The four year-old daughter of a divorced couple returns unusually quiet after a court-appointed weekend visit with her father. The little girl’s genitals are red and irritated and she complains that “Daddy finger owied me.” She then tells the mother, “But it’s okay, he said not to say anything.”
The alarms quickly go off in the mother’s head, and she takes her daughter to an emergency room where an unqualified professional says “Well, I’m not an expert but it may be abuse” The attendant also tells the mother that the child may not have been abused. Then a therapist and the family doctor both agree with the emergency room physician’s comments. But mother, out of her own panic, fear, and worry, hears only that her child has “been abused.”
The mother files charges and the father claims he mistakenly poured an entire bottle of bath soap while bathing the daughter. In order to rectify the problem, he says it must have irritated the girl and so he put salve on the area. He then proclaims that he does not know where she gets the idea that it was a secret. The father gets a lawyer and says the mother is filing false charges. He then sues to get custody of the daughter. The father’s attorney says the mother is fabricating the events because of a bitter divorce and he makes her out to be emotionally unstable and hostile. He also says she is hysterical.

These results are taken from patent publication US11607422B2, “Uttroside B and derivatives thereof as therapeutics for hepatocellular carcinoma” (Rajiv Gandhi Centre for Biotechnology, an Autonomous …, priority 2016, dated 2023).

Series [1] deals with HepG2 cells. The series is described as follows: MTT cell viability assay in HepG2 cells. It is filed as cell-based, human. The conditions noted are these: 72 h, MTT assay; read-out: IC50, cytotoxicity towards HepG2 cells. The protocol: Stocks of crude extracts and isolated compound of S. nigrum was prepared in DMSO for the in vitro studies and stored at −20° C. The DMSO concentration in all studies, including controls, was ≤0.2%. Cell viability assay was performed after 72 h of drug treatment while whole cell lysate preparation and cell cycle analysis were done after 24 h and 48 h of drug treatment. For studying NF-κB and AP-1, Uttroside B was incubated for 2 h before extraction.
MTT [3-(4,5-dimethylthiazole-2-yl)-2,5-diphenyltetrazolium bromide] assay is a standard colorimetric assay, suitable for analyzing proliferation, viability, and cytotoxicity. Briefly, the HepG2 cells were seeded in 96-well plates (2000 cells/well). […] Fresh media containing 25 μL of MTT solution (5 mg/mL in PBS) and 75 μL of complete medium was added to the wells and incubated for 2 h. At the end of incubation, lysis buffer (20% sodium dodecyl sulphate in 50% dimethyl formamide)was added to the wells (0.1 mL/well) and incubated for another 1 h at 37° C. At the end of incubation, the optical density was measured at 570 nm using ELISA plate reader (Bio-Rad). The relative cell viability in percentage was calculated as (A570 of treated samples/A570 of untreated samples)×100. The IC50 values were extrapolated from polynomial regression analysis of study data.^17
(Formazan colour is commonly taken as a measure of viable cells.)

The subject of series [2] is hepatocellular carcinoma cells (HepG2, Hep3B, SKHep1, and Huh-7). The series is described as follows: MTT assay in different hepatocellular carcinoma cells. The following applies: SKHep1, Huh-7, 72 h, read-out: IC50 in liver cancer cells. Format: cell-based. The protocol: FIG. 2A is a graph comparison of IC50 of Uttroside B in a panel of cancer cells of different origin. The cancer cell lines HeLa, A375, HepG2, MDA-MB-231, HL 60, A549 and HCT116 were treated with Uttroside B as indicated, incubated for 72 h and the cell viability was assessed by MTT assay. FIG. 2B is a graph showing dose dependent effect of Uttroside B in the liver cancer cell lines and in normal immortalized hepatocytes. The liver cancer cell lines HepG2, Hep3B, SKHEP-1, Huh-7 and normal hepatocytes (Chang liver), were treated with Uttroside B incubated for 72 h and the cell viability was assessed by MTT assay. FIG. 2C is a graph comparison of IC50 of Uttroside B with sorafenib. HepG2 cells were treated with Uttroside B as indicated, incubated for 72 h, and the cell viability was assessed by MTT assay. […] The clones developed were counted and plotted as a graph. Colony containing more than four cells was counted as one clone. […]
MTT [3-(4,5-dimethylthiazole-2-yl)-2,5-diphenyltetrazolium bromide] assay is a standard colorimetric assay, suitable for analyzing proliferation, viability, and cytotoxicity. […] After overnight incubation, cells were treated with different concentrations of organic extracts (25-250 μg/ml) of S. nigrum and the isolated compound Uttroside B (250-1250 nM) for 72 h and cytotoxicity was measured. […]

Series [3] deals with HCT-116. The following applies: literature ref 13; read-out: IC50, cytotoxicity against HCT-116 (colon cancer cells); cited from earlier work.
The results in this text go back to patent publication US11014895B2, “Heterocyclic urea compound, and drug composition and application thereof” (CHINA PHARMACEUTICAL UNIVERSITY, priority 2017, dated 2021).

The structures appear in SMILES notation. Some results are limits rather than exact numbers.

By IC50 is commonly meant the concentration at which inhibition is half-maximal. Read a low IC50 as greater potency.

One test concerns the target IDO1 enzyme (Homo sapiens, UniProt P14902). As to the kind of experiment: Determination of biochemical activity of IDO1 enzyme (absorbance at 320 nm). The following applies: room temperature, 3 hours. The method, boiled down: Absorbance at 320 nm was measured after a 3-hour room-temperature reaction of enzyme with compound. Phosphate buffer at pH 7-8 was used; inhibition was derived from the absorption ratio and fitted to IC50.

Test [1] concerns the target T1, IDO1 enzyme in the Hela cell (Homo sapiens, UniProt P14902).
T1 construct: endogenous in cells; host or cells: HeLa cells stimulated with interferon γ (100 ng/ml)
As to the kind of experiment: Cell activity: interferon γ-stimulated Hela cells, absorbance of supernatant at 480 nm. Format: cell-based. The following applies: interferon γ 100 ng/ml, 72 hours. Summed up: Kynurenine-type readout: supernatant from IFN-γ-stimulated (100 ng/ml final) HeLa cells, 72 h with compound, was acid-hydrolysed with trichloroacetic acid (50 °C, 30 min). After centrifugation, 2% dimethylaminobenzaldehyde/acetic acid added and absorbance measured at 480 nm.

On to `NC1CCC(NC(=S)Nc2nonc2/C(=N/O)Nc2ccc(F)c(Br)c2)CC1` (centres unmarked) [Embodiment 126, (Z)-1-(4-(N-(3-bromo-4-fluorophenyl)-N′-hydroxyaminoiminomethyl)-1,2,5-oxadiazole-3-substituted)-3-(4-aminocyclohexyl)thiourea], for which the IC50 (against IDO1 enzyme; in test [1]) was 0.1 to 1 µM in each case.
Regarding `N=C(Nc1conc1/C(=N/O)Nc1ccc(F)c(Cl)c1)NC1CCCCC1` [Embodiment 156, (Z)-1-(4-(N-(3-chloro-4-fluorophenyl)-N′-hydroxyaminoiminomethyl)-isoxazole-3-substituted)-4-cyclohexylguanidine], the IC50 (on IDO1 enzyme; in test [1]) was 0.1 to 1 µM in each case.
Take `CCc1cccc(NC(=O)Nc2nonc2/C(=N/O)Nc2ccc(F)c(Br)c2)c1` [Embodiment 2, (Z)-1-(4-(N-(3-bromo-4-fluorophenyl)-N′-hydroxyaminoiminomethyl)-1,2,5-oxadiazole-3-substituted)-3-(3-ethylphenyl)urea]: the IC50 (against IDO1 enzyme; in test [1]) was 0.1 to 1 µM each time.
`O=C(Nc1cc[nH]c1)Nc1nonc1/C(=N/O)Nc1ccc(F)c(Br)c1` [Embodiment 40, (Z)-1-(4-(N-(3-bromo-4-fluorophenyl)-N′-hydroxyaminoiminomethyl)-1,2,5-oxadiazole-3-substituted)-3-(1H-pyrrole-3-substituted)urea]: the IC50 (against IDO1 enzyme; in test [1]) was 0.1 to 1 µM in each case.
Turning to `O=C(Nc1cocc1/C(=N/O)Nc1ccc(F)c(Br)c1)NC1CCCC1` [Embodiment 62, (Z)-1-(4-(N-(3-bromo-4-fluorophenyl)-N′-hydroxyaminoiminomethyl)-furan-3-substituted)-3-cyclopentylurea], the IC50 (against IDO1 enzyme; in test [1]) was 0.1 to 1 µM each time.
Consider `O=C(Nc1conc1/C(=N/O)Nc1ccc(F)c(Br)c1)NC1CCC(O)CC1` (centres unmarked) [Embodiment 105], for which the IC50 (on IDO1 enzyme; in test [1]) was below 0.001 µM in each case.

The mother remains angry and upset over the possible sexual molestation of her daughter and this is the side of her that the court sees. Meanwhile, the father sits there in his suit and tie, looking cool and confident. The mother is quickly labeled with PAS which subsequently discredits her unfairly. She is looked at as emotionally unstable and as falsely accusing her ex husband. Unfortunately, competent custody evaluators are lacking and the father usually has more money to hire experts and witnesses who validate his side of the story. The father wins his case and gets custody of child. 1
- Abusive fathers are more likely to fight for custody.
- Abusive fathers win custody in seventy percent of contested custody cases.
- Fathers accused of incest win custody in eighty-four percent of cases nationally.
- Eight percent of all custody cases involve sexual abuse allegations. Of those, two percent are false.
- Ninety one percent of fathers accused of incest by their children obtain full or partial unsupervised custody in California.
- Fifty-four percent of mothers who attempt to protect their children from incest receive only visitation or no contact at all. 2
1. John E. B. Myers, 6th Annual Northern California Child Sexual Abuse Awareness Conference
2. Center for Policy Research and National Center for Protective Parents, California Protective Parents Association